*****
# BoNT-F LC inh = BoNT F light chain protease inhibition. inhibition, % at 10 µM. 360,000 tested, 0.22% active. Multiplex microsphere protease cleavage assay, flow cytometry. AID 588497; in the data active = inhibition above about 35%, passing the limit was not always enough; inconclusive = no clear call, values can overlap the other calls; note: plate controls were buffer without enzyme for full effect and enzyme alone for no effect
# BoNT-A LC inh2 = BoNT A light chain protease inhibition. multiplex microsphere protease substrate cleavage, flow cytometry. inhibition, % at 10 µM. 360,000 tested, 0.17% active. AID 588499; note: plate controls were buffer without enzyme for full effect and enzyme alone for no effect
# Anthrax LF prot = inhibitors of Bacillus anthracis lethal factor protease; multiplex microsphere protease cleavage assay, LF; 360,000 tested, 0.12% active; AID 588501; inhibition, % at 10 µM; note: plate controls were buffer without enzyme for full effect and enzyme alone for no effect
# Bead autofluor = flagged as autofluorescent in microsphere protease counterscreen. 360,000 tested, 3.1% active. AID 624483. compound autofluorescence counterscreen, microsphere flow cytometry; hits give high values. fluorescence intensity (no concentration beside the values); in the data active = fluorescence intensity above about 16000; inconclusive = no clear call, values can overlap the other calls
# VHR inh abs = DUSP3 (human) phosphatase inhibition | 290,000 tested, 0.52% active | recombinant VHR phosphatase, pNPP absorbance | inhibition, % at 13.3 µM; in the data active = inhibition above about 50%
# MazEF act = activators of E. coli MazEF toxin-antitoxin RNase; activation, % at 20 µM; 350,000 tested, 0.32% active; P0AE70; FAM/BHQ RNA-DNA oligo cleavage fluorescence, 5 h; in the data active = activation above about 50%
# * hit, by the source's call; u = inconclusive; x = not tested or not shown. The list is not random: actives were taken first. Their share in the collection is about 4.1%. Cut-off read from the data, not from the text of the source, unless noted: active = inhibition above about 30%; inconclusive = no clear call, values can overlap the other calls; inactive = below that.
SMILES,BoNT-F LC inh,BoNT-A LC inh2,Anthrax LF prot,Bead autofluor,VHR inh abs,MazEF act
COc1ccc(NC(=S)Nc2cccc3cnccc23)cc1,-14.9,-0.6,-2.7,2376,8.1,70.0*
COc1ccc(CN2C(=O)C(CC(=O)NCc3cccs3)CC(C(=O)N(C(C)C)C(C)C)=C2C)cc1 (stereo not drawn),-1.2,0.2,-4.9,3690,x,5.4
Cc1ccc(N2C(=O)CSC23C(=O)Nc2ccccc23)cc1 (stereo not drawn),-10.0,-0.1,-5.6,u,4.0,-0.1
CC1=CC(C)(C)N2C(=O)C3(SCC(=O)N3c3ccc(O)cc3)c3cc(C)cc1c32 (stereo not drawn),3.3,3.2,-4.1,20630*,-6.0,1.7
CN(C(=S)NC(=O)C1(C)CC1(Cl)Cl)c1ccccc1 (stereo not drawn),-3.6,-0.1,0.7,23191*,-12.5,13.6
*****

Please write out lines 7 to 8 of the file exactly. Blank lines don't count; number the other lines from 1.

# * hit, by the source's call; u = inconclusive; x = not tested or not shown. The list is not random: actives were taken first. Their share in the collection is about 4.1%. Cut-off read from the data, not from the text of the source, unless noted: active = inhibition above about 30%; inconclusive = no clear call, values can overlap the other calls; inactive = below that.
SMILES,BoNT-F LC inh,BoNT-A LC inh2,Anthrax LF prot,Bead autofluor,VHR inh abs,MazEF act